21 January, 2012

Sprout It Out

Rarely do we come across things that are as easy as they sound.  Growing your own sprouts is one of those things.  Plus they're cheap and fun to grow as well as nutritious to eat!  Sprouts are packed with digestible vitamins, minerals, enzymes, proteins and fiber.

My sprouting is pretty basic, I like having alfalfa sprouts around for sandwiches, salads, and burgers but there are many other types and uses I haven't explored such as grain-sprouted bread or jumbo mung beans for stir fry.  Oh the joys of sprouting the future holds!

Like all raw foods sprouts can suffer from contamination.  Leafy greens, eggs, peanut butter and even ice cream are recalled for this reason.  Growing your own sprouts at home with certified organic seeds is safer than commercial sprouts.  Just another reason to DIY.

Let's get started with materials.

I sprout with the Sprout-Ease Toppers, I bought them a few years back at my local natural food store but you can pick them up here at MotherNature.com for $3.30.  If you don't dig plastic I found these stainless steel sprout toppers from The Sprout People for $10. The great thing about both of these toppers is they fit right on a wide mouth mason jar and there are 3 different sieve sizes that can be used for different seeds and different stages of the process.  You can also use them to sprout 3 jars at a time but that depends on your sprout consumption.  If you're feeling ambitious and not as lazy as me you can make your own using wire mesh and canning rings.

Next you'll need a wide mouth mason jar.  If you don't already have some around the house try the thrift store or borrow one from a friend so you won't have to buy a whole case.  I use the pint size but a quart jar will work just fine.

Finally you need seeds.  I picked mine up at the same natural food store I got the toppers but you can purchase them online if you can't find a provider nearby.  It's recommended to use certified organic seeds and I suggest starting out with alfalfa since they're versatile in their uses.

Now here's how you do it.

1.) Add the seeds.  In my very un-exact-but-works-for-me way I add enough seeds to just cover the bottom of the jar.  If you like to measure 1-2 T should do the trick.

2.) Clean your seeds.  Use the smallest sieved topper and rinse the seeds until the water runs clear.  Not everyone does this but I think it follows the BMPs of sprouting.  Why the jar in my picture has no top on yet?  I don't know, I am the queen of procrastination.

3.)  Soak seeds for 3-4 hours.  Here the seeds are soaking up water so they can begin germination.  This time isn't exact.  If I start my sprouts in the morning I drain them after lunch and if I start them in the afternoon I drain them after dinner.  Pretty precise right? Also larger seeds such as lentils or mung beans will require 6-8 hours.

4.)  Rinse 2-3 times a day. This only takes a minute and you do it in passing. Rinsing provides the sprouts with water and keeps them clean and sanitary.  When I first started sprouting I was so excited and rinsed whenever I entered the kitchen.  Now I just do it in the morning and at night.  Store the jar upside down at an angle in between rinsing so the sprouts are not in standing water and well ventilated.  The soaking process in step 3 is the only time your jar should be right side up until completion.  Mine typically chill on our kitchen counter propped against something.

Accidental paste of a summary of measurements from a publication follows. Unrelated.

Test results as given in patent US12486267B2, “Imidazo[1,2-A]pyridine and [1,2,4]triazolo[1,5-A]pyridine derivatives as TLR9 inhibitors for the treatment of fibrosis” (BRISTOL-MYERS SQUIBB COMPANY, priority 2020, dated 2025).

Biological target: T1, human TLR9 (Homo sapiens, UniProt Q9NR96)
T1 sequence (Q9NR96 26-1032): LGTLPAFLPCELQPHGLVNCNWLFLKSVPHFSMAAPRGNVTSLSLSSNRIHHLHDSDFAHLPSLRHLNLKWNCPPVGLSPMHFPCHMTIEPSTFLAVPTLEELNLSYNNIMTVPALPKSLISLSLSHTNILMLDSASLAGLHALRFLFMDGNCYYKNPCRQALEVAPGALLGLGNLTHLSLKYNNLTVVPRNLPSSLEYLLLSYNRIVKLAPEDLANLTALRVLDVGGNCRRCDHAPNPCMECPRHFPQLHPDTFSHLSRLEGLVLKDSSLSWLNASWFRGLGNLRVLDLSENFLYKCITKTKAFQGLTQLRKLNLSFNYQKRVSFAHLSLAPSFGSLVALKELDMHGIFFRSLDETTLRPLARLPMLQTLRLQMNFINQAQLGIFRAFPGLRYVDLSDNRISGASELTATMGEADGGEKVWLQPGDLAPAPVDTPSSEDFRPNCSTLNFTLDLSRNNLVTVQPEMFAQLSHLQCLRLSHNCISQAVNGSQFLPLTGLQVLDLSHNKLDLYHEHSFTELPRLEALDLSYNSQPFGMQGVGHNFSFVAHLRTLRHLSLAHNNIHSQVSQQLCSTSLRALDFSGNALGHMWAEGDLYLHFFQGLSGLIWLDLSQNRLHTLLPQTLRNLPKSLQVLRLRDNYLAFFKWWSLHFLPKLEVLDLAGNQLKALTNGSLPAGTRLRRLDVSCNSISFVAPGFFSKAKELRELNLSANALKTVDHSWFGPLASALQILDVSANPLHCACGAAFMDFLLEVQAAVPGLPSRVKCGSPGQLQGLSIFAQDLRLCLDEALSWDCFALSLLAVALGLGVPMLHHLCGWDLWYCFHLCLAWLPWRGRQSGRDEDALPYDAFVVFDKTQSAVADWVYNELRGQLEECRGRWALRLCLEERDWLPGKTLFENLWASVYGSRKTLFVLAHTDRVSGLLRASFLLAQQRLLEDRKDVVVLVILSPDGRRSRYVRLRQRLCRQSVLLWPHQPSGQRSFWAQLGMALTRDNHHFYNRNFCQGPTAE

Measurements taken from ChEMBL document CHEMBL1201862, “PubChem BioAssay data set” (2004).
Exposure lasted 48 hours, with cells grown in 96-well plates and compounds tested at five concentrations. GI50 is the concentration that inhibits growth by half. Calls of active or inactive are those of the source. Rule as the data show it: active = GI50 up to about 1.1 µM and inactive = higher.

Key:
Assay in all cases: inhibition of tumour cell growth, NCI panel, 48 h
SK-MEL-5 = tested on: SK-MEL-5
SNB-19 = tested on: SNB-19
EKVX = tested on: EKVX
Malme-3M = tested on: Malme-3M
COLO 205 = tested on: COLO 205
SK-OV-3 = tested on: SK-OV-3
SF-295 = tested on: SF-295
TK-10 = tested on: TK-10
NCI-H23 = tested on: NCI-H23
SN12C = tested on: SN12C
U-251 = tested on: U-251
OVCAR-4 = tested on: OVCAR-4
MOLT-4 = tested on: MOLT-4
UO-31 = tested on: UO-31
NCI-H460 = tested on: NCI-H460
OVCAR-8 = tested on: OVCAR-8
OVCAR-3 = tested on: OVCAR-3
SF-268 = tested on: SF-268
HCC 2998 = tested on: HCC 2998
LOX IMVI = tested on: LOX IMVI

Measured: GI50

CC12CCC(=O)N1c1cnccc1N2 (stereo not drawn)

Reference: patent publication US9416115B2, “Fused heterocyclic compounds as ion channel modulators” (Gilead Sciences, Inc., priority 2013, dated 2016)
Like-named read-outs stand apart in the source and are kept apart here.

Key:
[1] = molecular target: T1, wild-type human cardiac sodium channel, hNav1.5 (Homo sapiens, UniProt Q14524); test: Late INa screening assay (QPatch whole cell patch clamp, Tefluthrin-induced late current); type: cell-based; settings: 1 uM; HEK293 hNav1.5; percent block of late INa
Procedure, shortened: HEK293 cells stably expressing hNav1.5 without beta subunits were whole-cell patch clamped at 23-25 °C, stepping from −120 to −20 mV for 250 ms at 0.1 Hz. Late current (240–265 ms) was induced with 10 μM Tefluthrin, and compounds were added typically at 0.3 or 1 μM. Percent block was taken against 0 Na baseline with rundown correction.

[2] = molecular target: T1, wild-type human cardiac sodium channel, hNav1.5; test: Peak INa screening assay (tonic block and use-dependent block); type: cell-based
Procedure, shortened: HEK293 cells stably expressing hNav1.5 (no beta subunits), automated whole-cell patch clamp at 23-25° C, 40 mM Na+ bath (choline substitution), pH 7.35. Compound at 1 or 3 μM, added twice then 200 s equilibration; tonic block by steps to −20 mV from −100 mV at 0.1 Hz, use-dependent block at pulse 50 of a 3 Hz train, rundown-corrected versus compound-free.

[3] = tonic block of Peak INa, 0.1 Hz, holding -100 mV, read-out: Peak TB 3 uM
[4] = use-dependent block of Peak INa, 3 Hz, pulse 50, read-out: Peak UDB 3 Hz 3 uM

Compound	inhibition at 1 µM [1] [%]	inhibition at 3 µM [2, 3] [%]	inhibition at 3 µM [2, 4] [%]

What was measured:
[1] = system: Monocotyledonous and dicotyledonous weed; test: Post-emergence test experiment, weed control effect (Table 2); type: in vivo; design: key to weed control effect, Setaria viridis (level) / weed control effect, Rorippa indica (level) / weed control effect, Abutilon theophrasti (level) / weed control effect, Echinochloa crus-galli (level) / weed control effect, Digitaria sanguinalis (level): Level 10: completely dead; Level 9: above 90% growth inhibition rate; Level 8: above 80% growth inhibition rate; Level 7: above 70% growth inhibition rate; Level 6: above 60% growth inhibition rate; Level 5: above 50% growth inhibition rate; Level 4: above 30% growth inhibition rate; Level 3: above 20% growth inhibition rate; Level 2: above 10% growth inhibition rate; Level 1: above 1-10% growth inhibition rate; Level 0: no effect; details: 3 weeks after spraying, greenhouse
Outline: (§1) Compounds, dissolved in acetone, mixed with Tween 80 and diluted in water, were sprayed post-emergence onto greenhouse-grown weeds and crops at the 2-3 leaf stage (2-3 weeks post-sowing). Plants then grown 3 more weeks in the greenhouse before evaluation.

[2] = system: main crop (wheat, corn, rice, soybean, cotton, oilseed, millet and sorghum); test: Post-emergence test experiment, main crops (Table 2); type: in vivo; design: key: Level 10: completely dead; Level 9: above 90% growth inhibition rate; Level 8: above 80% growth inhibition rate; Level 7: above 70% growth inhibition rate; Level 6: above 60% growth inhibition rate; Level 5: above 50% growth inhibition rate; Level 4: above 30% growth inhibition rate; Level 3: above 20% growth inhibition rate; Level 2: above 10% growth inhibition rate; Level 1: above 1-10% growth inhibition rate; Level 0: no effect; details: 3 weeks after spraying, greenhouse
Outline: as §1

5.)  Enjoy watching them grow!  I love watching plants grow and sprouts are no exception.  It happens so fast that they provide almost instant gratification.  The sprouts you have at night are noticeably bigger than the sprouts you had that morning.

6.)  Rinse out the hulls.  When you notice the sprouts shedding their hulls switch out the top to the next sieve size or even the largest if the sprouts don't fall through.  For me this happens around day 3.  Rinse and swirl and get as many hulls out as you can.  Do this every time you rinse from here on.  Just get what you can, you won't get them all and they're not harmful so don't stress to much about it.  

7.)  Give them some sun.  A day or 2 before completion put them in a sunny spot to let the chlorophyll develop.  Alfalfa sprouts take 4-5 days so do this around day 3 or 4.

8.)  Enjoy!  It's time to eat them when you say it's time.  Different amounts of time and sun exposure yield differences in flavor and crunch in your sprouts so experiment to find what you like best!  Store in the fridge with the smallest sieved topper or transfer to another container.  The cold will stop the growth and keep them fresh.  Give them a rinse before eating to freshen them up even more.


  1. Very cool!

    I linked to your adorable mushroom crochet tutorial in my Friday Favorites post today, I would be honored if you stopped by to check it out!

    xo, Megan

    1. Thank you so much for featuring my little mushroom! I get really excited when anyone comments, follows or links to me. It lets me know someone has seen what I'm posting and that maybe they like it!